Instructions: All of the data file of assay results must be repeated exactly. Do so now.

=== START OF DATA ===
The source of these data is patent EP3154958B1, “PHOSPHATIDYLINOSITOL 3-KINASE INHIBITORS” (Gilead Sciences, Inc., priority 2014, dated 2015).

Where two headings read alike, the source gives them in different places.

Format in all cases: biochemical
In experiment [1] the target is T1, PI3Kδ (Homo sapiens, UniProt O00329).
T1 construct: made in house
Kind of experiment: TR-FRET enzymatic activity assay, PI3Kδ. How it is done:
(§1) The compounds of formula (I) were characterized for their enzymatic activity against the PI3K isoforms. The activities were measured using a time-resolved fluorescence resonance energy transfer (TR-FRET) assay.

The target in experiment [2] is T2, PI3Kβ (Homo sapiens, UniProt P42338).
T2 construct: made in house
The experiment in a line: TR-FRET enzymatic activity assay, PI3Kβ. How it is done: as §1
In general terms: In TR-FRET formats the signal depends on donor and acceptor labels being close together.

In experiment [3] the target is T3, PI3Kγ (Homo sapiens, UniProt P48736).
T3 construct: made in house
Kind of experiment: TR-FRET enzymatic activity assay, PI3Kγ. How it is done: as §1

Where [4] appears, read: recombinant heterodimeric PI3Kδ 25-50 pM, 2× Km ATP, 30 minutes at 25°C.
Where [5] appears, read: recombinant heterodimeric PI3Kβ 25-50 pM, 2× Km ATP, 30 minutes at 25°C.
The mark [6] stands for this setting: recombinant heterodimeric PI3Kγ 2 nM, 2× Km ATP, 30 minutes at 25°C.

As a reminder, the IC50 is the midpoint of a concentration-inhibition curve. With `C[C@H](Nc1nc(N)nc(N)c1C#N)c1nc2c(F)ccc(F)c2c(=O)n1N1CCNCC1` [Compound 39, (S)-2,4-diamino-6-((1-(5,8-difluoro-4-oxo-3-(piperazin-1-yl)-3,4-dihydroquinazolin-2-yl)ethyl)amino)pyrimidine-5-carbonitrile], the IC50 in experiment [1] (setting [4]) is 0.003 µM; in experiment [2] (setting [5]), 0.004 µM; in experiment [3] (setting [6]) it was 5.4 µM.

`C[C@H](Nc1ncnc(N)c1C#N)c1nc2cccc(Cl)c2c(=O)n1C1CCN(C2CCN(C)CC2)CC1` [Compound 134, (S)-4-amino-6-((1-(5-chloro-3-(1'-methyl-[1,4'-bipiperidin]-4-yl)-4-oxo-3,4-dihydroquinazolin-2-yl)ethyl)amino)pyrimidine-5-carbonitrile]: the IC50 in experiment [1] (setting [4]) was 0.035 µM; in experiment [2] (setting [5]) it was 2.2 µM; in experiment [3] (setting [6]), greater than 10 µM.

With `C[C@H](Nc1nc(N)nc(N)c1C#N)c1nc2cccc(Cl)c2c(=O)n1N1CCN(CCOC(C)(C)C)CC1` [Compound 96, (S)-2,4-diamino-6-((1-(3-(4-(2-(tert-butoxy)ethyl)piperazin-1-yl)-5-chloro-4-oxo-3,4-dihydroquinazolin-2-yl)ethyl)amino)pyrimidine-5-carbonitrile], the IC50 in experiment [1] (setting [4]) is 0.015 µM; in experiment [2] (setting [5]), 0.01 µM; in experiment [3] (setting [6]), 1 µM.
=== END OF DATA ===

The source of these data is patent EP3154958B1, “PHOSPHATIDYLINOSITOL 3-KINASE INHIBITORS” (Gilead Sciences, Inc., priority 2014, dated 2015).

Where two headings read alike, the source gives them in different places.

Format in all cases: biochemical
In experiment [1] the target is T1, PI3Kδ (Homo sapiens, UniProt O00329).
T1 construct: made in house
Kind of experiment: TR-FRET enzymatic activity assay, PI3Kδ. How it is done:
(§1) The compounds of formula (I) were characterized for their enzymatic activity against the PI3K isoforms. The activities were measured using a time-resolved fluorescence resonance energy transfer (TR-FRET) assay.

The target in experiment [2] is T2, PI3Kβ (Homo sapiens, UniProt P42338).
T2 construct: made in house
The experiment in a line: TR-FRET enzymatic activity assay, PI3Kβ. How it is done: as §1
In general terms: In TR-FRET formats the signal depends on donor and acceptor labels being close together.

In experiment [3] the target is T3, PI3Kγ (Homo sapiens, UniProt P48736).
T3 construct: made in house
Kind of experiment: TR-FRET enzymatic activity assay, PI3Kγ. How it is done: as §1

Where [4] appears, read: recombinant heterodimeric PI3Kδ 25-50 pM, 2× Km ATP, 30 minutes at 25°C.
Where [5] appears, read: recombinant heterodimeric PI3Kβ 25-50 pM, 2× Km ATP, 30 minutes at 25°C.
The mark [6] stands for this setting: recombinant heterodimeric PI3Kγ 2 nM, 2× Km ATP, 30 minutes at 25°C.

As a reminder, the IC50 is the midpoint of a concentration-inhibition curve. With `C[C@H](Nc1nc(N)nc(N)c1C#N)c1nc2c(F)ccc(F)c2c(=O)n1N1CCNCC1` [Compound 39, (S)-2,4-diamino-6-((1-(5,8-difluoro-4-oxo-3-(piperazin-1-yl)-3,4-dihydroquinazolin-2-yl)ethyl)amino)pyrimidine-5-carbonitrile], the IC50 in experiment [1] (setting [4]) is 0.003 µM; in experiment [2] (setting [5]), 0.004 µM; in experiment [3] (setting [6]) it was 5.4 µM.

`C[C@H](Nc1ncnc(N)c1C#N)c1nc2cccc(Cl)c2c(=O)n1C1CCN(C2CCN(C)CC2)CC1` [Compound 134, (S)-4-amino-6-((1-(5-chloro-3-(1'-methyl-[1,4'-bipiperidin]-4-yl)-4-oxo-3,4-dihydroquinazolin-2-yl)ethyl)amino)pyrimidine-5-carbonitrile]: the IC50 in experiment [1] (setting [4]) was 0.035 µM; in experiment [2] (setting [5]) it was 2.2 µM; in experiment [3] (setting [6]), greater than 10 µM.

With `C[C@H](Nc1nc(N)nc(N)c1C#N)c1nc2cccc(Cl)c2c(=O)n1N1CCN(CCOC(C)(C)C)CC1` [Compound 96, (S)-2,4-diamino-6-((1-(3-(4-(2-(tert-butoxy)ethyl)piperazin-1-yl)-5-chloro-4-oxo-3,4-dihydroquinazolin-2-yl)ethyl)amino)pyrimidine-5-carbonitrile], the IC50 in experiment [1] (setting [4]) is 0.015 µM; in experiment [2] (setting [5]), 0.01 µM; in experiment [3] (setting [6]), 1 µM.